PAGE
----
You know that sharp, light, floral odor of the first rain? It has a name: petrichor. Actually petrichor is an exudation of certain plants during dry spells. This chemical leaches into rocks and soil, which then give it off, along with a compound known as geosmin [literally, “earth smell,” that full, brown, slightly crunchy, moist smell of, well, earthy things, like beets]. Petrichor + geosmin = “smells like rain.”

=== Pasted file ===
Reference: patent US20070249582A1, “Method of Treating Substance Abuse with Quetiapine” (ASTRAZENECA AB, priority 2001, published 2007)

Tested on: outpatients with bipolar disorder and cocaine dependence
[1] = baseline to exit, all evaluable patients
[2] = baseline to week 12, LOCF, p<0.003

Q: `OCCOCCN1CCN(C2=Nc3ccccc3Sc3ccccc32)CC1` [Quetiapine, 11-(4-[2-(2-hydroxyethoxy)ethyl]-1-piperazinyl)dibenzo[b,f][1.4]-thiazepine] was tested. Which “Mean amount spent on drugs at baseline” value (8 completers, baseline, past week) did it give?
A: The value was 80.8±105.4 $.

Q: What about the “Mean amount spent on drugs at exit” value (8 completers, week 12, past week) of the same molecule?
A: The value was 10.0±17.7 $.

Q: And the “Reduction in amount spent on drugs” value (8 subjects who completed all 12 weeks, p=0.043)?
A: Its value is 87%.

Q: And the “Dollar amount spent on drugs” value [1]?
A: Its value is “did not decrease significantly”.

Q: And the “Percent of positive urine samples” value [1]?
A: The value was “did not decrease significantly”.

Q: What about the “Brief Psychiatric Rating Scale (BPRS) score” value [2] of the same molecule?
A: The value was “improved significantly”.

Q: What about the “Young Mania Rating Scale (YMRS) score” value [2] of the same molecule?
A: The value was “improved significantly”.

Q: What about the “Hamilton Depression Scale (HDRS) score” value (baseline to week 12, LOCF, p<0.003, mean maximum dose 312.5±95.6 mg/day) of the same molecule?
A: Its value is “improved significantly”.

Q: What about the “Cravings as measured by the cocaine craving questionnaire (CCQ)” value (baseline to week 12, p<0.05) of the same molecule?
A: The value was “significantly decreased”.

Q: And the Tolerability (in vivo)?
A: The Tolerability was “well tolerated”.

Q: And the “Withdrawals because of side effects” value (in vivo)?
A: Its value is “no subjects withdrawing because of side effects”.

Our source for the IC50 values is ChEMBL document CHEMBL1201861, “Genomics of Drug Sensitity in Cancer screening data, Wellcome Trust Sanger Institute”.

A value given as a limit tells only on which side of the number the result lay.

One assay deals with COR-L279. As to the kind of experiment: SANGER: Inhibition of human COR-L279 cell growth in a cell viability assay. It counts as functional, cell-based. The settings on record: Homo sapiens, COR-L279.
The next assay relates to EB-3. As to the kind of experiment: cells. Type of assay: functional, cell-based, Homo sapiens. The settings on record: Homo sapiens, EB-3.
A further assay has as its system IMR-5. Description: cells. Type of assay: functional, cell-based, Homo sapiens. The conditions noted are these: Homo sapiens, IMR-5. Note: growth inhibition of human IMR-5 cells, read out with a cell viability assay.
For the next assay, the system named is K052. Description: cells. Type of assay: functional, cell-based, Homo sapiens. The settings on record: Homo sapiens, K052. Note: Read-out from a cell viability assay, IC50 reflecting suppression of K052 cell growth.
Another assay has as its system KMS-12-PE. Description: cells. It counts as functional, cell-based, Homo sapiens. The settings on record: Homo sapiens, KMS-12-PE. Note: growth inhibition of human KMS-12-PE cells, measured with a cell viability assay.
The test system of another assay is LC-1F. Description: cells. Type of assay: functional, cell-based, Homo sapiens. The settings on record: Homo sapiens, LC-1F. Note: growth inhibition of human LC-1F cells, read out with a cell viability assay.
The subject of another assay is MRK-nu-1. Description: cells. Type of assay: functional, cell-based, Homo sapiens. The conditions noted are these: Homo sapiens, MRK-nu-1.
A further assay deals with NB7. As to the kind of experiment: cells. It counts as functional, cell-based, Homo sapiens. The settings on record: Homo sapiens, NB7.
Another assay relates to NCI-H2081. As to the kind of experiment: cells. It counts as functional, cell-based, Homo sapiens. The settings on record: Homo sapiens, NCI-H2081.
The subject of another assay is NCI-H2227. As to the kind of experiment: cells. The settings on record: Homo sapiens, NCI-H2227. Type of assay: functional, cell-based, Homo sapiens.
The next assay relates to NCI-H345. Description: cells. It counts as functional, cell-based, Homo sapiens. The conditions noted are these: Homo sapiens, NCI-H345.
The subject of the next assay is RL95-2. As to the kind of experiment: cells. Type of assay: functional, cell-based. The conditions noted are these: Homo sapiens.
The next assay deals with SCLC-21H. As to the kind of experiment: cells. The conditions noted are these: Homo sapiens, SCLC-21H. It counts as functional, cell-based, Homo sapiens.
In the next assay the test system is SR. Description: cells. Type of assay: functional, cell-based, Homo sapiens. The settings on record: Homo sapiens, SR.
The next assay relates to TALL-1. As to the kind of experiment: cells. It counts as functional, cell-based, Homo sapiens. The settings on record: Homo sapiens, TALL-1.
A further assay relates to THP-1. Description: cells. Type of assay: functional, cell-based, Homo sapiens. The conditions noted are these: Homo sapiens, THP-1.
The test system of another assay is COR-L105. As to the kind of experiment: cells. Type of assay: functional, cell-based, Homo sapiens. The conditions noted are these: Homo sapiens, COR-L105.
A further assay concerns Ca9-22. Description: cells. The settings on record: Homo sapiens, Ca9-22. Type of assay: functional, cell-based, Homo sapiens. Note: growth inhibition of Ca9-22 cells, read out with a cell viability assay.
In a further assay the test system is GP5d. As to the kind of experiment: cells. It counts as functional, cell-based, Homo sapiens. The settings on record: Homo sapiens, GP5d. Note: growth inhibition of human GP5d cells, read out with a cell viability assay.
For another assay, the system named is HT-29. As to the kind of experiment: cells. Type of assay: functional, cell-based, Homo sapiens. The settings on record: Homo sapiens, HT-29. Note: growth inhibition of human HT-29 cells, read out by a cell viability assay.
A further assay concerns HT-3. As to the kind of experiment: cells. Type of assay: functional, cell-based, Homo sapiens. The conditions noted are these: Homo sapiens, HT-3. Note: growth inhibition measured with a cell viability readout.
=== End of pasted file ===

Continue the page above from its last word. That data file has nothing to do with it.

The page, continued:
Incidentally, Petrichor and Geosmin are perfectly conceivable, under the current ridiculous drug-naming schemata, as names for medication. Petrichor is for drooling idiots with rocks in their heads…it comes in little brown pills. Geosmin, which comes in swirly blue and green tablets, aims to counteract LGS [Loss of Gravity Syndrome], when excess air in the cranial cavity causes a person to float away. Neither of them are really effective, but they sure sound imposing.